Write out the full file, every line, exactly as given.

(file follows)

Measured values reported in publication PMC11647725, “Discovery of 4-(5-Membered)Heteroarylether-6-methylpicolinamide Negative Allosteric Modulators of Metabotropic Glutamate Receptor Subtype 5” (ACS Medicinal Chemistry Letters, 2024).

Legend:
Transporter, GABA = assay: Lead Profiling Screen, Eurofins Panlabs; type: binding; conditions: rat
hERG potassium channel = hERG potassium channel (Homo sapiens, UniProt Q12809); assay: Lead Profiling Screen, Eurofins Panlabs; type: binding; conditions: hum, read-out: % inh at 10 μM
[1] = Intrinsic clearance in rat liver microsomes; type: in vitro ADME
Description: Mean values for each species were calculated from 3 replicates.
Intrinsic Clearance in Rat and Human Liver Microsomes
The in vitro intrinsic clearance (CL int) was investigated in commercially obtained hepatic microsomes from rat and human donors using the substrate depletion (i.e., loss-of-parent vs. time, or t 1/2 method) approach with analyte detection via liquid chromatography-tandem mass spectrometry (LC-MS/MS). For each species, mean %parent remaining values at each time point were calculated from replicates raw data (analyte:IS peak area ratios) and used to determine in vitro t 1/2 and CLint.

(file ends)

Measured values reported in publication PMC11647725, “Discovery of 4-(5-Membered)Heteroarylether-6-methylpicolinamide Negative Allosteric Modulators of Metabotropic Glutamate Receptor Subtype 5” (ACS Medicinal Chemistry Letters, 2024).

Legend:
Transporter, GABA = assay: Lead Profiling Screen, Eurofins Panlabs; type: binding; conditions: rat
hERG potassium channel = hERG potassium channel (Homo sapiens, UniProt Q12809); assay: Lead Profiling Screen, Eurofins Panlabs; type: binding; conditions: hum, read-out: % inh at 10 μM
[1] = Intrinsic clearance in rat liver microsomes; type: in vitro ADME
Description: Mean values for each species were calculated from 3 replicates.
Intrinsic Clearance in Rat and Human Liver Microsomes
The in vitro intrinsic clearance (CL int) was investigated in commercially obtained hepatic microsomes from rat and human donors using the substrate depletion (i.e., loss-of-parent vs. time, or t 1/2 method) approach with analyte detection via liquid chromatography-tandem mass spectrometry (LC-MS/MS). For each species, mean %parent remaining values at each time point were calculated from replicates raw data (analyte:IS peak area ratios) and used to determine in vitro t 1/2 and CLint.